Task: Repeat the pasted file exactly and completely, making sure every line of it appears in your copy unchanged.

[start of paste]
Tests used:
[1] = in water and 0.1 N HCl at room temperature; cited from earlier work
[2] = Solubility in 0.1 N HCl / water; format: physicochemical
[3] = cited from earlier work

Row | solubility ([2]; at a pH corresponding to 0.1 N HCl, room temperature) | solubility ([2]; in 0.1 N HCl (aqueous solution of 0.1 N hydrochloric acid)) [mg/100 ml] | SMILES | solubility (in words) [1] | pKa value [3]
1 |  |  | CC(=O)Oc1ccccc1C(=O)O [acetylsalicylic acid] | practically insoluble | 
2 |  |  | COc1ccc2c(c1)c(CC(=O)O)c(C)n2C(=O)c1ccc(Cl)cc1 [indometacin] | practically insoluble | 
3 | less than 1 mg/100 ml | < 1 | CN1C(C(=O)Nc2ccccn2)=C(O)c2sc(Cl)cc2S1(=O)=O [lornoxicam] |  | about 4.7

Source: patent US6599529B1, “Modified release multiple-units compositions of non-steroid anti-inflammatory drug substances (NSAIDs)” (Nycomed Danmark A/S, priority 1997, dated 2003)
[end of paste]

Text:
Tests used:
[1] = in water and 0.1 N HCl at room temperature; cited from earlier work
[2] = Solubility in 0.1 N HCl / water; format: physicochemical
[3] = cited from earlier work

Row | solubility ([2]; at a pH corresponding to 0.1 N HCl, room temperature) | solubility ([2]; in 0.1 N HCl (aqueous solution of 0.1 N hydrochloric acid)) [mg/100 ml] | SMILES | solubility (in words) [1] | pKa value [3]
1 |  |  | CC(=O)Oc1ccccc1C(=O)O [acetylsalicylic acid] | practically insoluble | 
2 |  |  | COc1ccc2c(c1)c(CC(=O)O)c(C)n2C(=O)c1ccc(Cl)cc1 [indometacin] | practically insoluble | 
3 | less than 1 mg/100 ml | < 1 | CN1C(C(=O)Nc2ccccn2)=C(O)c2sc(Cl)cc2S1(=O)=O [lornoxicam] |  | about 4.7

Source: patent US6599529B1, “Modified release multiple-units compositions of non-steroid anti-inflammatory drug substances (NSAIDs)” (Nycomed Danmark A/S, priority 1997, dated 2003)